1- S2- : a black ppt. of Ag2S is formed which is soluble in hot dil. HNO3, insoluble in ammonia and KCN solution 2 Ag++ S Ag2S black 2- SO32-: A white crystalline ppt. of Ag2SO3 is formed, which on boiling with water undergoes self oxidation reduction with the production of grey ppt. of metallic silver. 2 Ag++ SO Ag2SO3 White 2 Ag2SO3 boil Ago + Ag2SO SO2

21 Silver sulphite is soluble in nitric acid, ammonia and in excess sulphite
to give a complex salt, which on boiling gives a grey ppt. of metallic silver Ag2 SO3 + SO (AgSO3)- 2(AgSO3)- boiling 2Ago+ SO4-- + SO2 3- S2O3-- : Forms white ppt. of silver thiosulphate which changes its color on standing to yellow, brown and finally black, due to the formation of Ag2S. Ag2S2O3 is soluble in excess S2O3-- to give a complex ion. 2 Ag+ + S2O Ag2 S2O3 Ag2S2O3+ H2O Ag2S + H2SO4 Ag2S2O3+ 3S2O (Ag(S2O3)2)3-

22 4- SO42- : No ppt. in dil solution, but a ppt. may be formed in a very
concentrated solution. c- Reaction with FeCl3: Add FeCl3 reagent to the neutral sample solution 1- S2- : a black ppt. of Fe2S3 is formed which is soluble in dil. HNO3 2Fe3++ 3S Fe2S3 black 2- SO3--: A drak red color of ferric sulphite is produced on cold. 2Fe3++ SO Fe2(SO3)3 3- S2O32-: A purple color of complex ferric thiosulphate is produced which disappears on boiling as tetrathionate and Fe2+ are formed from the oxidation of S2O32- with Fe3+, even on cold Fe3++ 2S2O (Fe(S2O3)2)- 2 S2O3--+ 2Fe Fe+++ S4O6-- 4-SO42- : do not react with FeCl3.

23 d- Reaction with lead acetate:
Adding lead acetate reagent to the neutral sample solution. 1- S--: A black ppt. of PbS is produced Pb+++ S PbS 2- SO32-: A with ppt. of lead sulphite which is soluble in cold HNO3. On boiling oxidation to PbSO4 which is a white ppt. occurs. SO3--+ Pb PbSO3 3- S2O3--: A white ppt. of lead thiosulphate is formed which is soluble in cold HNO3, on boiling a black ppt. of PbS is formed. Pb+++S2O PbS2O3 4- SO4--: A white ppt. lead suphate, which is insoluble in cold dil. mineral acids, but soluble in ammonium acetate and hydroxide solutions (Na+ and K+)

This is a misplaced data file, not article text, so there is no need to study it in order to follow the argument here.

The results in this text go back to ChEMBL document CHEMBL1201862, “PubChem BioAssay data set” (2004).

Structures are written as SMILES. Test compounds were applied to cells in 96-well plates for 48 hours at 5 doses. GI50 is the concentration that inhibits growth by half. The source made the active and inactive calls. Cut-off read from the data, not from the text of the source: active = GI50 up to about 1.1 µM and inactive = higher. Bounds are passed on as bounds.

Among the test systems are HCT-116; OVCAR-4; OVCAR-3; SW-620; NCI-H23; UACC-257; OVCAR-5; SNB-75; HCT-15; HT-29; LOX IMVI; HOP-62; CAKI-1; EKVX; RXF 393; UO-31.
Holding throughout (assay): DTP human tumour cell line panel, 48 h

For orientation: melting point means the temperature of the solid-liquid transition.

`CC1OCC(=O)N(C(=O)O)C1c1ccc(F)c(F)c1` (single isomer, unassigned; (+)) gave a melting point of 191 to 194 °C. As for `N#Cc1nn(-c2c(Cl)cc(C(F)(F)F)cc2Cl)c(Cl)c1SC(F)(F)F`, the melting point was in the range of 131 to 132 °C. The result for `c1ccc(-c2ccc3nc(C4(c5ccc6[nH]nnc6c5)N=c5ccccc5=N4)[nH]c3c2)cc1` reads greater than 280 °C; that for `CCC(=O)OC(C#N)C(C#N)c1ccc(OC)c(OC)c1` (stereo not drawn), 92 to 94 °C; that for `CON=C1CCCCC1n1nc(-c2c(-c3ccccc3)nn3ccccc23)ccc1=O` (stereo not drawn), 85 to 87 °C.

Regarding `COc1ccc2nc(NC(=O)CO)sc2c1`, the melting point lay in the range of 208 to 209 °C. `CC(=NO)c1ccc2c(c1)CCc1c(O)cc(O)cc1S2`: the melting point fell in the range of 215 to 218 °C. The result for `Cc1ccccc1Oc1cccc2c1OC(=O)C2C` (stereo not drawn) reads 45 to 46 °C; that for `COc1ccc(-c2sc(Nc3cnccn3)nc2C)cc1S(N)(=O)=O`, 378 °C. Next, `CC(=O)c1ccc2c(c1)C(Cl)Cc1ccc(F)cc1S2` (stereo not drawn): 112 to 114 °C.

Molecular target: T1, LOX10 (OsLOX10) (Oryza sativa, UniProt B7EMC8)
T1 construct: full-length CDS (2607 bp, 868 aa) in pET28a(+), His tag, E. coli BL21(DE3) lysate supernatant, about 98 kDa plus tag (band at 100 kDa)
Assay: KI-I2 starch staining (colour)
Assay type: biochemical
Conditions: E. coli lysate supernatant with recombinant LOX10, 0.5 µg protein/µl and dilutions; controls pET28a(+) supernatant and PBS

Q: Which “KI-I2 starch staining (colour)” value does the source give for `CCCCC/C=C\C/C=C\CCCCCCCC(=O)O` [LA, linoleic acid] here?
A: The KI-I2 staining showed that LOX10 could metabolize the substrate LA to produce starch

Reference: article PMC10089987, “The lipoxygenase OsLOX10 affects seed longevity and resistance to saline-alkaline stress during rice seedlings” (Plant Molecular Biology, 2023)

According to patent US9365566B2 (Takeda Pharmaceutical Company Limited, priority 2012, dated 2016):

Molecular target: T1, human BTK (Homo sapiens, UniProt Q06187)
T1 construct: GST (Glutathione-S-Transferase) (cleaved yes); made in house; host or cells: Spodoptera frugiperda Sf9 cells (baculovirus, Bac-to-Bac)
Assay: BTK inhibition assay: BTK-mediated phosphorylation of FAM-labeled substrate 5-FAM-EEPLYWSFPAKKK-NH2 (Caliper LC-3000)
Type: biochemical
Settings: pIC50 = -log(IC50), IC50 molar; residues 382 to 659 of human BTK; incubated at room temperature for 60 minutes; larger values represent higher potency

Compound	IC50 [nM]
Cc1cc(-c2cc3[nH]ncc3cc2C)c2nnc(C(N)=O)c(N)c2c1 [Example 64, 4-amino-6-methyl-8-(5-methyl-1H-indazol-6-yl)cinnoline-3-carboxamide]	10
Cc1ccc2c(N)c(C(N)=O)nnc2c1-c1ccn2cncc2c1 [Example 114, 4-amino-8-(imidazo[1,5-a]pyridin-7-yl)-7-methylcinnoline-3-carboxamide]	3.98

24 III. Special Tests Pb+++ SO42- PbSO4
PbSO4+ 4 CH3 COO (Pb (CH3COO)4)2-+ SO42- PbSO4+ 3OH HPbO2-+ H2O +SO42- Plumbites III. Special Tests Sulphide; S2- Cadmium carbonate test : The sulphide solution is shaken with CdCO3 powder, a canary yellow ppt. of CdS is produced. S--+ CdCO CdS + CO32- This test could be used for the identification and separation of S2- when present in a mixture with other sulphur containing anions, or those anions which do not react with CdCO3.

25 2- Sulphite: SO32- 3- Thiosulphate; S2O32- Zinc nitroprusside test :
Add to cold saturated ZnSO4 solution, equal volume of K4[Fe (CN)6] solution, add few drops of 1% sodium nitroprusside solution. This solution is added to the SO32-solution,a salmon-colored ppt. of zinc nitroprusside is formed Zn (Fe(CN)5 NO). The latter reacts with moist SO2 to give a red ppt. of Na5[Fe(CN)5 SO3] 3- Thiosulphate; S2O32- Formation of thiocyanate : By boiling with KCN solution (poison), in the presence of NaOH, Cool, acidify and add FeCI3, a blood red color of ferric thiocyanate complex is produced. S2O3--+ CN- OH- SCN-+ SO3-- boil Fe3++ SCN- Cool Fe(SCN)2+